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Stopping at an Intersection

I am now finished my final exams for the semester so I have a lot of free time to kill, so the other day I decided to sit on a patio at a busy downtown street and watch the intersection. Intersections are tricky for riders as it is where various users of the road all interact with each other. Statistically, intersections are also where most cycling collisions occur usually as a result of poor visibility or unpredictable behaviour. Below are a few techniques on approaching and navigating an intersection safely.

Approaching an Intersection:

-When approaching a stop sign or a red light glide to the intersection and slowly/gradually apply the brakes to come to a stop. Slamming on the brakes will wear out your tires, brake pads and rims quickly and may result in skidding which is especially dangerous in rainy/snowy conditions.

-Shift down one or two gears as you approach the intersection that way you are in a lower gear ratio when you begin pedaling again. Far too many cyclists stick to the high gear that they were on which means they will be struggling to bring themselves up to speed or they find themselves weaving around to maintain balance while they attempt to gain speed for momentum. Hammering on your pedals to gain speed is not only a waste of energy but can slow you and others behind you.

-If there is a vehicle waiting at the intersection hang back a bit so that you are not in the driver’s blind spot. There’s no point in squeezing beside the driver unless you are making a right turn and it places you in an uncomfortable position as you are boxed in if the driver is attempting to make a right turn. It’s best to either be slightly ahead or behind a vehicle in the same lane as pictured below rather than be caught in their blind spot.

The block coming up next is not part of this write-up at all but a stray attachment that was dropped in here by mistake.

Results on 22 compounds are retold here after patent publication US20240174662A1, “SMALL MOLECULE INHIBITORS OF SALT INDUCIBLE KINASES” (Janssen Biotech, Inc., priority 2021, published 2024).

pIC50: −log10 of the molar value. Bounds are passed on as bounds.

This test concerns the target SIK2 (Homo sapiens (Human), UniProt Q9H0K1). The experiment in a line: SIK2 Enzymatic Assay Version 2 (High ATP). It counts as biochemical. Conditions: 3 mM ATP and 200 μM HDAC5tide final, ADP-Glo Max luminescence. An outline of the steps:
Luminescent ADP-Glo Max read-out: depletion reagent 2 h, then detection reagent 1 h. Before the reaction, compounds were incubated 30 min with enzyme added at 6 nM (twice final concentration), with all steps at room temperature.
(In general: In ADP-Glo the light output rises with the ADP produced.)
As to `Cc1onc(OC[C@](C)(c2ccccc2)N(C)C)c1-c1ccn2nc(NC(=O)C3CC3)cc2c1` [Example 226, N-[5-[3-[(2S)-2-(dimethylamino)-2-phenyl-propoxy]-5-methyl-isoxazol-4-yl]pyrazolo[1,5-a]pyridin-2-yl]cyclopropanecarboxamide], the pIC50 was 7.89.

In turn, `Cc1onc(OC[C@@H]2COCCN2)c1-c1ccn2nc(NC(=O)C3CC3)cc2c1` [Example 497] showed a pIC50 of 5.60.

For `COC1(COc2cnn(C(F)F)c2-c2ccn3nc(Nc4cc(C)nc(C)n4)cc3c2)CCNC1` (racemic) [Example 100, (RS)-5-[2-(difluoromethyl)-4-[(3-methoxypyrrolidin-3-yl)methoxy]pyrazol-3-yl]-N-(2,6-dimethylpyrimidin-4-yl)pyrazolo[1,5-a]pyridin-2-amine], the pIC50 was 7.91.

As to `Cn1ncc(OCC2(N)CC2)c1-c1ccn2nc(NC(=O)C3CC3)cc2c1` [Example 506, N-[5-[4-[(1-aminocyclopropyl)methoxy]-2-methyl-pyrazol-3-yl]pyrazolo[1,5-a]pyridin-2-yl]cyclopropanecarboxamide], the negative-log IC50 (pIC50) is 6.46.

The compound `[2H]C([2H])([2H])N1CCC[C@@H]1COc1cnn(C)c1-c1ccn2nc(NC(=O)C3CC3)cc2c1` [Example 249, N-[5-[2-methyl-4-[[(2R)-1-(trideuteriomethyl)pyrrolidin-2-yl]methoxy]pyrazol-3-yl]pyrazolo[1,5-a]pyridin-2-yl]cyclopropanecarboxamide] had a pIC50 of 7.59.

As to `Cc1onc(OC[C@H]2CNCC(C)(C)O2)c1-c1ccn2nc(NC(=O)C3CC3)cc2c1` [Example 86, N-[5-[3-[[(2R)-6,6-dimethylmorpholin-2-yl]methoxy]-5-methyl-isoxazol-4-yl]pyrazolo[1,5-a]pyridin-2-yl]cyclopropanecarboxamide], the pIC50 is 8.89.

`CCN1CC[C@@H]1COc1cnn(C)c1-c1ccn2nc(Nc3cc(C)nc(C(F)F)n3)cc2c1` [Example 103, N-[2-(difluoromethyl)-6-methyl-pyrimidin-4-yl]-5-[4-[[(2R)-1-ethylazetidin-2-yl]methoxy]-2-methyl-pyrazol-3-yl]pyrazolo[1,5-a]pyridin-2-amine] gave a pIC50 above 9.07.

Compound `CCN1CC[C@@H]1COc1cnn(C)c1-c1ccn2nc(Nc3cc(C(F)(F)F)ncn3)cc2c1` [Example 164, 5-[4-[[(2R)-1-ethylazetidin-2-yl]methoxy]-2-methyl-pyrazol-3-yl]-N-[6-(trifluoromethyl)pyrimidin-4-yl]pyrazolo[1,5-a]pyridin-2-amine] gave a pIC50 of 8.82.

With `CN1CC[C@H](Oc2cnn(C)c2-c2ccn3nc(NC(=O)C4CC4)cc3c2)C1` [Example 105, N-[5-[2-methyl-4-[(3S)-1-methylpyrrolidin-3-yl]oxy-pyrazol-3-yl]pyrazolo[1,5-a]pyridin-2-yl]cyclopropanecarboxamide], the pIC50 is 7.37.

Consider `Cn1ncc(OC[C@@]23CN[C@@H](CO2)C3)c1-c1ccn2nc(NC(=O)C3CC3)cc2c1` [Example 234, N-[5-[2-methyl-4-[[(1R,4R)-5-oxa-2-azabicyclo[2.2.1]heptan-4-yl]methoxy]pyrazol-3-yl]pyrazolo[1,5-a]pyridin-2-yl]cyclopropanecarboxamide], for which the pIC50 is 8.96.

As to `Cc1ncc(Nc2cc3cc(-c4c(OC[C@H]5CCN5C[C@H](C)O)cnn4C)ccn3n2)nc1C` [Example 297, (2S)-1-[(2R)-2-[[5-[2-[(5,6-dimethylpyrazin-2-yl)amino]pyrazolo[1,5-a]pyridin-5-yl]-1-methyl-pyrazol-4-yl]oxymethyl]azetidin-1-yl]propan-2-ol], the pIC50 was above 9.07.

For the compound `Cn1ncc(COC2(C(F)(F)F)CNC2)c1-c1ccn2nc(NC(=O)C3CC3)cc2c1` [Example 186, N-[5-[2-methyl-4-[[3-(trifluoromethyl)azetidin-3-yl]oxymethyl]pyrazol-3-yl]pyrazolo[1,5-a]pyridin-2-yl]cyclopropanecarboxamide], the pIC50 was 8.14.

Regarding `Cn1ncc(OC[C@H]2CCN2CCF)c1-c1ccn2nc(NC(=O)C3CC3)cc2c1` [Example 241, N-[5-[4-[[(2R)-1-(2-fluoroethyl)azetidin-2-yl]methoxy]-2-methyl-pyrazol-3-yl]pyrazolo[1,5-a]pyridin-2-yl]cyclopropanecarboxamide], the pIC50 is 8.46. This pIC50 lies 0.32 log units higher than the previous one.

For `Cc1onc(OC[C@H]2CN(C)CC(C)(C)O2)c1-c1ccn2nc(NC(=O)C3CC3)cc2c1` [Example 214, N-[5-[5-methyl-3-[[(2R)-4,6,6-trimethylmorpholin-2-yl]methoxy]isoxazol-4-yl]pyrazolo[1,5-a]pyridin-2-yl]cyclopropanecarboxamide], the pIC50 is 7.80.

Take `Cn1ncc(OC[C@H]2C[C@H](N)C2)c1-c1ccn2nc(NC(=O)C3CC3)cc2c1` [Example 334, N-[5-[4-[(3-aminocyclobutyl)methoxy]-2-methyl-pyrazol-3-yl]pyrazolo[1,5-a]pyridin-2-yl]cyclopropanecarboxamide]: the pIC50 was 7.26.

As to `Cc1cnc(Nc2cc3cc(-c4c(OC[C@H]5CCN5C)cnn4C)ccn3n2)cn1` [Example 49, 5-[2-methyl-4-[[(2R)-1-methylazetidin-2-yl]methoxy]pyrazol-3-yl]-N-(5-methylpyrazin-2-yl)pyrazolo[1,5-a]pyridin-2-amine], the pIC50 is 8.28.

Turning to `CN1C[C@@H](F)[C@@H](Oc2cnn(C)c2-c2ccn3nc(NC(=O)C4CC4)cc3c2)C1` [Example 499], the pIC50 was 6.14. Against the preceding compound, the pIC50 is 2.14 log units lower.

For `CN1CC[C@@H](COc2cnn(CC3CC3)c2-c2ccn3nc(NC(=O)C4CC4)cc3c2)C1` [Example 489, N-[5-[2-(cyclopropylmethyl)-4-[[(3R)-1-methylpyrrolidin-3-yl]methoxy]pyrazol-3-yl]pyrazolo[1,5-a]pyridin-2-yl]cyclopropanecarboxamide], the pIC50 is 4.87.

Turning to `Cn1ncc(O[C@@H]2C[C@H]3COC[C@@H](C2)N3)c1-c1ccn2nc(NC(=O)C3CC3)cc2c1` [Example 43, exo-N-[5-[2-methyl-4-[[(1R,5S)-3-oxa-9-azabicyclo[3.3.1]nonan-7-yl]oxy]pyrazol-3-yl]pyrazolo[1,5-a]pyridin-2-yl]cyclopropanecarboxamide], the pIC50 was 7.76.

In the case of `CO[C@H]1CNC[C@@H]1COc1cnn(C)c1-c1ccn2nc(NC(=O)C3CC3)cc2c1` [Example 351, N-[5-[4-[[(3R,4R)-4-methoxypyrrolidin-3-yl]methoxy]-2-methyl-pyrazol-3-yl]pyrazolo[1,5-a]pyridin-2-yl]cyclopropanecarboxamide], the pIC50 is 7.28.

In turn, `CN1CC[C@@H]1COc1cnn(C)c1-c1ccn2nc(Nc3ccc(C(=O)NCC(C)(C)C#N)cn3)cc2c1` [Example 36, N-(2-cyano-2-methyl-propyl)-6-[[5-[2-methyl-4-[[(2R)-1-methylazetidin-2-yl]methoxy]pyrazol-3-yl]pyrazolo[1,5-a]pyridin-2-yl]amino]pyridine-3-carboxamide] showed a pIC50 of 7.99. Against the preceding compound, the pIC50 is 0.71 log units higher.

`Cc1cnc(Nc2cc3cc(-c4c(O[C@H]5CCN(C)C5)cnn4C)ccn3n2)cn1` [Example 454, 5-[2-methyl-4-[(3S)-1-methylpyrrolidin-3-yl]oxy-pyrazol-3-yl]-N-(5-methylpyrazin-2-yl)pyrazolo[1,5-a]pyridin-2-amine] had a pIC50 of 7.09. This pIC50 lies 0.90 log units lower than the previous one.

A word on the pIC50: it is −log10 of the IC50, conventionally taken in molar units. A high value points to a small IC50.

Photo courtesy of the City of Toronto

Waiting at an Intersection:

-Put your left foot down instead of resting your right foot on the curb. It’s very tempting to rest one’s foot on the curb but doing so places your bike closer to the part of the road where debris such as glass accumulates and where there are sewer grates. By putting your left foot down you not only keep some distance away from the curb but it also gives drivers behind you the perception that there is much less space in the lane so they will not be tempted to squeeze beside you. Squeezing is dangerous since you enter their blind spot and vice versa which increases the chance of getting a right-hook.

-Look around you, especially behind you. Take the time to look at what other road users are doing or preparing to do as the driver behind you may be signaling to make a right turn or gun it when the green light shines. Also watch for pedestrians who may be straggling behind while crossing the street or trying to make a bolt for it as the light changes. You are still operating a vehicle even while stopped at a red light so try to be aware especially at an intersection.



Posted: April 28th, 2010
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Filed under: How to
Tags: , , | 8 Comments »

8 Comments on “Stopping at an Intersection”

  1. 1 Mark said at 11:19 am on April 28th, 2010:

    Great post, but let me add a couple things.